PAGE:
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I am looking for a simple Json (de)serializer for Java that might work with GWT. I have googled a bit and found some solutions that either require annotate every member or define useless interfaces. Quite a boring. Why don't we have something really simple like

class MyBean {
    ...
}

new GoodSerializer().makeString(new MyBean());
new GoodSerializer().makeObject("{ ... }", MyBean.class)
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4  
The problem is, Java itself uses a "useless interface" to mark objects as serializable. –  Powerlord Mar 25 '09 at 20:06
3  
I doubt that the Serializable is connected to JSON –  amartynov Mar 25 '09 at 20:10
1  
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13 Answers

up vote 46 down vote accepted

Take a look at GWT's Overlay Types. I think this is by far the easiest way to work with JSON in GWT. Here's a modified code example from the linked article:

public class Customer extends JavaScriptObject {
    public final native String getFirstName() /*-{ 
        return this.first_name;
    }-*/;
    public final native void setFirstName(String value) /*-{
        this.first_name = value;
    }-*/;
    public final native String getLastName() /*-{
        return this.last_name;
    }-*/;
    public final native void setLastName(String value) /*-{
        this.last_name = value;
    }-*/;
}

Once you have the overlay type defined, it's easy to create a JavaScript object from JSON and access its properties in Java:

public static final native Customer buildCustomer(String json) /*-{
    return eval('(' + json + ')');
}-*/;

If you want the JSON representation of the object again, you can wrap the overlay type in a JSONObject:

Customer customer = buildCustomer("{'Bart', 'Simpson'}");
customer.setFirstName("Lisa");
// Displays {"first_name":"Lisa","last_name":"Simpson"}
Window.alert(new JSONObject(customer).toString());
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Yes, I also realized this recently. Thanks. –  amartynov Apr 11 '09 at 7:55
2  
The main issue I have with overlay types is that they mean you can't use the same object representations on the java side as you do on the GWT side. But I haven't found a better deserialization solution. –  mooreds Nov 16 '09 at 22:42
2  
I believe the best would be to annotate getters and have (de)serialization methods generated at compile time –  skrat Dec 4 '09 at 11:36
1  
Why not just use GWT's built-in JSON libraries? google-web-toolkit.googlecode.com/svn/javadoc/2.0/com/google/… Or was this not yet available at the time this question was asked? I'll add and answer, below. –  Eric Nguyen Jul 17 '10 at 4:59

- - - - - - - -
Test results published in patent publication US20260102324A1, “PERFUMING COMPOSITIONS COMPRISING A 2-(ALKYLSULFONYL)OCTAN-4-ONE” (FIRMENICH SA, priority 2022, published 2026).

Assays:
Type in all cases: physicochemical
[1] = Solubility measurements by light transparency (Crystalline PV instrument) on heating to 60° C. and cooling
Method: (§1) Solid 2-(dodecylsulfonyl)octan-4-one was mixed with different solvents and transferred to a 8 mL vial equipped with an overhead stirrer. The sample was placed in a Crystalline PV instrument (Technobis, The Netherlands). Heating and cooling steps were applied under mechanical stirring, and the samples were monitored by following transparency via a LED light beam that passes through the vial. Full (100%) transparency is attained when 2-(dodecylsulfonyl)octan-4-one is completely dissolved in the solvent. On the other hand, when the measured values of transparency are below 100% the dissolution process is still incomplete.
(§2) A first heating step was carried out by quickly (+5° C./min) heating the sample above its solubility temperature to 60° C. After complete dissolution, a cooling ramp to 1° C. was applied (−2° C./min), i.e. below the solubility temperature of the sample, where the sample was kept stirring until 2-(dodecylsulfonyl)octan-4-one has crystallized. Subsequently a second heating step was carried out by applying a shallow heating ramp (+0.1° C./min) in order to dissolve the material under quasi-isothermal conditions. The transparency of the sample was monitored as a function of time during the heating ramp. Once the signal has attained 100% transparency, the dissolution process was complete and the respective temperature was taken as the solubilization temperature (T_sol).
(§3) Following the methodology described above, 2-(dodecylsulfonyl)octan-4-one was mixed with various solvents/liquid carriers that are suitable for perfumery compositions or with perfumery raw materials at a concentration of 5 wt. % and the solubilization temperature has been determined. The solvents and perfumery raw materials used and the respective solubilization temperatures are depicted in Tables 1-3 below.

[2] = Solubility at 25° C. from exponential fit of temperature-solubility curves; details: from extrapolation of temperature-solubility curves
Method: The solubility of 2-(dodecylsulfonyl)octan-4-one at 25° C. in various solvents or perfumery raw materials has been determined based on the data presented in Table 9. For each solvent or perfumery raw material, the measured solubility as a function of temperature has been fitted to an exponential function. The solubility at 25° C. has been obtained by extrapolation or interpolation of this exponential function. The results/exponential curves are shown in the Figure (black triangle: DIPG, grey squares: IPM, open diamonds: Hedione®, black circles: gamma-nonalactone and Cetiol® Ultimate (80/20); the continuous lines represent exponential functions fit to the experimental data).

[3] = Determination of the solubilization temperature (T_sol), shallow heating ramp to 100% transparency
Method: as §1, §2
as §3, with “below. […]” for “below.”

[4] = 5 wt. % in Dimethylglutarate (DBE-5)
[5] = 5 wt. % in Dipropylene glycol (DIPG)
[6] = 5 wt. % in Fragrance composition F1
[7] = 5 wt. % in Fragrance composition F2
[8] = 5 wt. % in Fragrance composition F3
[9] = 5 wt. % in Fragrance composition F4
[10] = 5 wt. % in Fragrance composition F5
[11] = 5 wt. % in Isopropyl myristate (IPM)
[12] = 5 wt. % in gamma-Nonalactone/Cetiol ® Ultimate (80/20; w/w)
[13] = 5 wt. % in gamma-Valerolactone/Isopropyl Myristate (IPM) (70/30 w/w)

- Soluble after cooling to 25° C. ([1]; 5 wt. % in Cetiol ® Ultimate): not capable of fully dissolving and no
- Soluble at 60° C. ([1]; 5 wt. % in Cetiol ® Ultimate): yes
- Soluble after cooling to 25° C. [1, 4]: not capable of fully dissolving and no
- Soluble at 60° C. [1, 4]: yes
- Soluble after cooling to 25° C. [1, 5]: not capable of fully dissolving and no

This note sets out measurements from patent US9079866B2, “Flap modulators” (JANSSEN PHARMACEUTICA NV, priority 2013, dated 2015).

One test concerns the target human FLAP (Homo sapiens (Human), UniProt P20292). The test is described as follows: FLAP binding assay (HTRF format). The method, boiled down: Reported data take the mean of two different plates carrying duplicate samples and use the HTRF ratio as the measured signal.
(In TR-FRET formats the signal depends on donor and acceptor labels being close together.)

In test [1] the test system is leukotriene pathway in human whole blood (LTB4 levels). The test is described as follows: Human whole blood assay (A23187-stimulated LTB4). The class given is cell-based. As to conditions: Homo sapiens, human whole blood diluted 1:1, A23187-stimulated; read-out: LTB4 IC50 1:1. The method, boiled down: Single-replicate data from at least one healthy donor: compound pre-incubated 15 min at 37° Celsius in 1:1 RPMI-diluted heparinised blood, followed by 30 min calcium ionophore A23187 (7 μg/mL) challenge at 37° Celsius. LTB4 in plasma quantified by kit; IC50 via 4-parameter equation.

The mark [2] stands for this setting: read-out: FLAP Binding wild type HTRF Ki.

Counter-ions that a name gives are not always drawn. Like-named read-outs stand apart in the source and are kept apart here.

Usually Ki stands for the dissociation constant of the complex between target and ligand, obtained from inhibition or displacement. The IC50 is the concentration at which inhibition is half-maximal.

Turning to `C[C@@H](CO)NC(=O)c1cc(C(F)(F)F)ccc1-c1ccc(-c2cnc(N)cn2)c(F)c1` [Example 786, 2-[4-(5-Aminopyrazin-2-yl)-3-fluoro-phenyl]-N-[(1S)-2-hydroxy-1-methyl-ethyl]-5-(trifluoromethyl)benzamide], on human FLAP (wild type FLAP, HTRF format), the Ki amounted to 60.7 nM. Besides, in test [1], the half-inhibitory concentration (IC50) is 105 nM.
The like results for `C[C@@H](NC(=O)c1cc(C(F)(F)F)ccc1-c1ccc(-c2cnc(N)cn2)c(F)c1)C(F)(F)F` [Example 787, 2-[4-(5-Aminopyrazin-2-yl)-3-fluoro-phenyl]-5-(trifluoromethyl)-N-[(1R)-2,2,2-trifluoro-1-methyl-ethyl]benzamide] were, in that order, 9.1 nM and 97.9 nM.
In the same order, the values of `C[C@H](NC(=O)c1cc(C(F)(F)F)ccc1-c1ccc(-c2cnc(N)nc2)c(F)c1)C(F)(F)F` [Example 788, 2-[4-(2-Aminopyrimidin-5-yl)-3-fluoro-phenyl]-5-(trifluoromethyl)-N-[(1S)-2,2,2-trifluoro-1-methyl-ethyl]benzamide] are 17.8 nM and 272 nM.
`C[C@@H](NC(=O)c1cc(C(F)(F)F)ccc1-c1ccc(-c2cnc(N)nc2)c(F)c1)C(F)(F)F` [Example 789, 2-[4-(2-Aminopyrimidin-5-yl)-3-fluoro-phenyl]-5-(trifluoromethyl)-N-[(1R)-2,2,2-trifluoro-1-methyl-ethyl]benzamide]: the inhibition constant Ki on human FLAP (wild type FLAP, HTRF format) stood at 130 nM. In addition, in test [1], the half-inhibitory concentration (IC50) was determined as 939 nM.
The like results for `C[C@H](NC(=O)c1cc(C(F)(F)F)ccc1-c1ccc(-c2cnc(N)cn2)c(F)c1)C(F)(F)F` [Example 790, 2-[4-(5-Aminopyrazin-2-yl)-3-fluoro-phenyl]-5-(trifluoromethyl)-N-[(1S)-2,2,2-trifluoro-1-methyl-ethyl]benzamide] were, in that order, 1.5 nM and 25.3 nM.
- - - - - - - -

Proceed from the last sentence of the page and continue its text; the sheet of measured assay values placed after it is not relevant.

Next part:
1  
Looks like the annotation isn't needed anymore: groups.google.com/group/google-web-toolkit/browse_thread/thread/… –  mooreds Sep 2 '10 at 3:32
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OK, I deleted my previous answer because it turned out to be exactly what you didn't want.

I don't know how well it works with GWT, but we use the json-lib library to serialize objects in a normal Java project where I work.

It can create a JSONObject directly from a JavaBean, then use the resulting JSONObject's toString() method to get the actual JSON string back.

Likewise, it can also turn JSON back into a JavaBean.

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1  
Thanks for the answer. I haven't tried this yet, but Java native serializers are most likely based on the reflection, therefore I doubt they can work in GWT environment. I found this project: code.google.com/p/gwt-jsonizer, but it doesn't work properly with the latest GWT :( –  amartynov Mar 25 '09 at 20:42
1  
JSON marshallers that rely on Java reflection won't work with GWT –  monkjack Jan 22 '11 at 11:15
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I seem to be answering this question a lot...

There's a page on code.google.com titled Using GWT for JSON Mashups. It's (unfortunately) way over my head, as I'm not that familiar with GWT, so it may not be helpful.

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Not sure if Jackson would work for you. I don't know if there's GWT-specific you are looking for; if not it should work.

But its serialization/deserialization works quite well, like:

// read json, create object
ObjectMapper mapper = new ObjectMapper();
MyBean bean = mapper.readValue(jsonAsString, MyBean.class);

// and write out